Among this year’s selection we found not only a celebration of the book, but also a celebration of colour. That much was clear from a glance at the cover of Colours on the Beach.
This charming and carefully composed book is an account of the creation of graphic designer Karel Martens’s artwork of the same name at the seaside resort of northern France’s port city of Le Havre. It combines historical images with a colour system devised by the artist. Using conversion techniques borrowed from cryptology he created an algorithm that led to a colour composition which was then applied to the resort’s beach cabins. The dust jacket reveals that the hidden message on which the encryption is based is actually the literal text of the original decree creating the port city. There is a practical beauty in the design.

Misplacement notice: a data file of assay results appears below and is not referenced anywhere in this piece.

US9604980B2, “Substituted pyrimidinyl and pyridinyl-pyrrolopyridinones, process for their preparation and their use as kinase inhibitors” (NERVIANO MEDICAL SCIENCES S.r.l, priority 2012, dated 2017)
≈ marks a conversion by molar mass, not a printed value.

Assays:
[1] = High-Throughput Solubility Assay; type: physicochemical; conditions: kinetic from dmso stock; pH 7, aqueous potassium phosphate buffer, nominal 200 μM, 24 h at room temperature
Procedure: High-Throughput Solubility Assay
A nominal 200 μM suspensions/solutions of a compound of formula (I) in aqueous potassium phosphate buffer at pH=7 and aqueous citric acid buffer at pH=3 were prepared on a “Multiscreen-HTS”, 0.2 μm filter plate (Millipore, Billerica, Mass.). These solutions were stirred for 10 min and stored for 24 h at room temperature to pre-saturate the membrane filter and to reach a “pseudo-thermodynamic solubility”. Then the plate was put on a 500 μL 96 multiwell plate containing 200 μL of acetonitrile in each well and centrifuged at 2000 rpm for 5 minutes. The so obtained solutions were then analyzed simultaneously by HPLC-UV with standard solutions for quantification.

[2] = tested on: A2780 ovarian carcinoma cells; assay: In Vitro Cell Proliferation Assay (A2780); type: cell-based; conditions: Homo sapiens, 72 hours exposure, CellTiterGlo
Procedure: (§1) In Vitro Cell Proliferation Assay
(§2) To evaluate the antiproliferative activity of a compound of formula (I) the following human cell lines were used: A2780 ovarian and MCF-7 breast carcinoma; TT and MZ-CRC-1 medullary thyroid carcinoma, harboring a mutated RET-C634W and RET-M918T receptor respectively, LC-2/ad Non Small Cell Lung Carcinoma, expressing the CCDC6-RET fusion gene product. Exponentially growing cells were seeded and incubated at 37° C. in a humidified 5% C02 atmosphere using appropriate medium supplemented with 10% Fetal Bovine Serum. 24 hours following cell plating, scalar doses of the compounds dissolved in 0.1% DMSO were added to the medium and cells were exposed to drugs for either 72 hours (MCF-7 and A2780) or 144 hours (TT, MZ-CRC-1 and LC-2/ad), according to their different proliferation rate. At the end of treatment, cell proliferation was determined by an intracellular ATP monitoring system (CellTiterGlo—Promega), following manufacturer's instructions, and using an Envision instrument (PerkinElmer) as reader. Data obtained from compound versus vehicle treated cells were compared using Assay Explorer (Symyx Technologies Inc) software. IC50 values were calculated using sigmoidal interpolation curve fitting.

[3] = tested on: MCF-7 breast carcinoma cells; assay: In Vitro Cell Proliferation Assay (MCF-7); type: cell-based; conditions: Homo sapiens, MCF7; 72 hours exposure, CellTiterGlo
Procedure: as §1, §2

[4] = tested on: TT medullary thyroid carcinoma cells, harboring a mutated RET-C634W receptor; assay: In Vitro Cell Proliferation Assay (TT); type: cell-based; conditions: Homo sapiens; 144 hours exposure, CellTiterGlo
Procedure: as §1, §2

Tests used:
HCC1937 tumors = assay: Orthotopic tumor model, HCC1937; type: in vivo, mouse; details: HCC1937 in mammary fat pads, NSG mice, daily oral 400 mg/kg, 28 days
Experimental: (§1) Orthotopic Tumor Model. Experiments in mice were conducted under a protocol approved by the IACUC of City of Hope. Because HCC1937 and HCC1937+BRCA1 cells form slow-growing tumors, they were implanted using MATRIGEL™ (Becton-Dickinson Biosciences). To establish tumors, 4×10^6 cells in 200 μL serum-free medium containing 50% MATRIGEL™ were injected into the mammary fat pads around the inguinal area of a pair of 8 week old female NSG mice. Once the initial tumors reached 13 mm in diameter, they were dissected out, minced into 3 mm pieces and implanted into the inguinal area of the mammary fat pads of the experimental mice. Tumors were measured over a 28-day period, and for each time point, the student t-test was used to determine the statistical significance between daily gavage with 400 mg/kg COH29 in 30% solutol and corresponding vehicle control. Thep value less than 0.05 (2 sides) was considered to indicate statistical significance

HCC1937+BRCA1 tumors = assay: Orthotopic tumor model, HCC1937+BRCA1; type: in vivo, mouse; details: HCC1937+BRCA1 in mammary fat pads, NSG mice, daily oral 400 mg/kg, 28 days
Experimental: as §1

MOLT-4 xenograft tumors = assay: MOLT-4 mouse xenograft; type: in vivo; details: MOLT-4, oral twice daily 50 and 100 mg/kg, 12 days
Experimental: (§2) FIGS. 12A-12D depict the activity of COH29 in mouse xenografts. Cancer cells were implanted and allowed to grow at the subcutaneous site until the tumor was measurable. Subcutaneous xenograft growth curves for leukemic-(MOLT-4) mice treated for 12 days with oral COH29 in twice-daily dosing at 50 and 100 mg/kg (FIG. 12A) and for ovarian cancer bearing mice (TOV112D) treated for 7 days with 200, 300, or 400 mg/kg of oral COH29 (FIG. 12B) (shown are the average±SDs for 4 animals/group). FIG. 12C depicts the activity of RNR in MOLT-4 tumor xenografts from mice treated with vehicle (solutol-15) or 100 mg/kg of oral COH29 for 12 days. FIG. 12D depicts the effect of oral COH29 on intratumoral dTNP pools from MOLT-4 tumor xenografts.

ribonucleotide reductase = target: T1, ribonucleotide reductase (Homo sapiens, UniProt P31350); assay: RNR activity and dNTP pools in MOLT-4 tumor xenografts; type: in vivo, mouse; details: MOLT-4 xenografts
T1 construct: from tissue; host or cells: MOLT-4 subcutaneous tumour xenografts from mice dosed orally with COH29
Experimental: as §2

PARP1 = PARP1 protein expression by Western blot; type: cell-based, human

Colours on the Beach is printed with a conventional but extremely fine screen, so that the screen-printed postcards are free of any moiré. It might have been better to make sections of 8 pages instead of 16, since that would have prevented the bulking around the spine which has caused some unsightly and unavoidable mismatches in images that run across the gutter. Perhaps this is a consequence of the thickness of the paper. On the other hand the book lies open nicely thanks to its open spine. In the photography there is a grey cast that one might otherwise wish to avoid with a little extra attention to the lithography, but at the same time it’s a nice rendering of the greyness of this particular Normandy beach.
The cover has been printed twice on card and then cut into vertical strips, one of which is enclosed as a bookmark. There’s no need for it, but it’s still nice.